In Quick Hits, we look through our stacks to bring you books that, when they were published, elicited a lot of reaction and praise. Our selections will include books published this year, last year, or any year. They will be from any genre. The best books are timeless, and they deserve to find readers whenever and wherever.
The Hangman in the Mirror, by Kate Cayley
Genre: Young Adult (age 12+), Historical Fiction
Publisher: Annick Press
What It's About
Françoise Laurent has never had an easy life. The only surviving child of a destitute washerwoman and wayward soldier, she must rely only on herself to get by. When her parents die suddenly from the smallpox ravishing New France (modern-day Montreal), Françoise sees it as a chance to escape the life she thought she was trapped in.
Seizing her newfound opportunity, Françoise takes a job as an aide to the wife of a wealthy fur trader. The poverty-ridden world she knew transforms into a strange new world full of privilege and fine things—and of never having to beg for food. But Françoise’s relationships with the other servants in Madame Pommereau’s house are tenuous, and Madame Pommereau isn’t an easy woman to work for. When Françoise is caught stealing a pair of her mistress’s beautiful gloves, she faces a …
Another day, another lit awards list. Or at least that's how it seems at this time of year. Here at 49th Shelf, we're pretty happy with these lists, short and long, which put the spotlight on books and writers we've been looking out for lately. The following lists and posts will take you deeper inside some of the biggest books of the year.
Sandra Djwa has been nominated for the Governor-General's Award for Non-Fiction for her biography of P.K. Page, A Journey With No Maps. Check out her interview from February about the life of Page and her own work as biographer.
Is it poetry, or prose in verse, or a free verse novel, or a novel in verse? All epithets have been used for the novel-length stories told in verse form. Writing a book is challenge enough, but to write it in verse, rhyming or not, seems almost inexecutable. Luckily, several authors have found their voices in this writing style and they are exceptionally skilled at it. Judging by the awards bestowed upon the ten books in this list and the young readers of both genders who consume these stories voraciously, it is a style that has a solid foothold in kidsCanLit.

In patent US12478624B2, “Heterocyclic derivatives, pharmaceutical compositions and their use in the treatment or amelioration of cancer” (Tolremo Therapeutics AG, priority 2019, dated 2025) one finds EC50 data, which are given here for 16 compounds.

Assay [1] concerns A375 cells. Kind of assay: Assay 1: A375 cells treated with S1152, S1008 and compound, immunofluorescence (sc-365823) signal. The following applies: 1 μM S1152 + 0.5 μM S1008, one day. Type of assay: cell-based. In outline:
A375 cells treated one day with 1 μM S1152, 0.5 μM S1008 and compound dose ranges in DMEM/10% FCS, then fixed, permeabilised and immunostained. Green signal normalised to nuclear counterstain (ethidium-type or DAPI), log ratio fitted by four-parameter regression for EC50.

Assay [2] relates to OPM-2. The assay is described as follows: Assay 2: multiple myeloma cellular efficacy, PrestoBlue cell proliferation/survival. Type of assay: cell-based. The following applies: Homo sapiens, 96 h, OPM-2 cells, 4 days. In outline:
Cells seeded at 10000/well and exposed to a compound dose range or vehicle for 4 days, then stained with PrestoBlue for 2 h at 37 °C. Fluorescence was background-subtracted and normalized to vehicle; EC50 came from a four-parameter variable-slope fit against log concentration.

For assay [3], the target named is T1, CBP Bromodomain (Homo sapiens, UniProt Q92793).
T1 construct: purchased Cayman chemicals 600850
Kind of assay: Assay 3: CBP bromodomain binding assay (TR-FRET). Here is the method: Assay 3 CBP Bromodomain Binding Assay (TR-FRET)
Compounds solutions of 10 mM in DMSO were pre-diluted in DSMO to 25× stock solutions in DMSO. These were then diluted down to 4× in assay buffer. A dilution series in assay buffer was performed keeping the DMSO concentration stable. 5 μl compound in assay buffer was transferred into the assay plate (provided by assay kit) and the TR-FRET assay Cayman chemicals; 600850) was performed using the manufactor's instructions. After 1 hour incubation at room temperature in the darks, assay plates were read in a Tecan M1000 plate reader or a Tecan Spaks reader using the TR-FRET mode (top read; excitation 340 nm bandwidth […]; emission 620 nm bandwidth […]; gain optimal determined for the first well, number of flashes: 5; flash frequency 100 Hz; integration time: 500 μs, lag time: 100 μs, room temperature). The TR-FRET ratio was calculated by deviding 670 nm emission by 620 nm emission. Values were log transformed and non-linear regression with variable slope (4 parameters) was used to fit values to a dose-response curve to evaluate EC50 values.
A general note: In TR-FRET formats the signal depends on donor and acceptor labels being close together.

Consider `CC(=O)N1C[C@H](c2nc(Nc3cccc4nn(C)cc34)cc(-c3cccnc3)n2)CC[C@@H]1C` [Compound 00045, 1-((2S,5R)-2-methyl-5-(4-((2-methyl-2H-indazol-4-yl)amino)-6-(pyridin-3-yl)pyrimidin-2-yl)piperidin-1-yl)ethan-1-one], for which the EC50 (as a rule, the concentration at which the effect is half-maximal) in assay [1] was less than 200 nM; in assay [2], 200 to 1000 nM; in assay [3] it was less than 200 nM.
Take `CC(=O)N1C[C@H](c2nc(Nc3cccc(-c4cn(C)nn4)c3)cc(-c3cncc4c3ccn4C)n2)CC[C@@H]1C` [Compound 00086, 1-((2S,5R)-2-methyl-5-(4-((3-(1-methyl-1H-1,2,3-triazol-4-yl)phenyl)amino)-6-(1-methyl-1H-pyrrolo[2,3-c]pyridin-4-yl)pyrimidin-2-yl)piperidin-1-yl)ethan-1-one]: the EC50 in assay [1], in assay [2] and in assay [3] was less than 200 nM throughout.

The Crazy Man by Pamela Porter:
After twelve-year-old Em loses her right foot in a farming accident, her father blames himself and ultimately leaves. Her mother enlists the help of Angus, a quiet, hard-working man from the local mental hospital, to help with the farm. While dealing with her own disability, and desperately trying to find her father, Em witnesses how prejudice and abuse, particularly that levelled against Angus, has its roots in fear.
In The Garage by Alma Fullerton:
Living w …
The winners of the 2011 Canadian Culinary Book Awards were announced on November 7th at Toronto's Royal Agricultural Winter Fair
Sarah Elton's Locavore: From Farmers' Fields to Rooftop Gardens, How Canadians Are Changing the Way We Eat took the Gold for Special Interest, English Language. Earlier this year, Locavore appeared on Margaret Webb's Canadian Bookshelf Food Books Reading List, where Webb called it, "Lively, compelling and warm-hearted journalism with a generous helping of rigorous research."
Incredible Edibles: 43 Fun Things to Grow in the City by Sonia Day won the Silver Award. Check out Sonia Day's recent "The Real Dirt" column about growing (and taming) sorrel, and how to make it into soup.
Jeff McCourt, Allan Williams and Austin Clement won Gold in Canadian Culinary Culture, English Language for Flavours of Prince Edward Isla …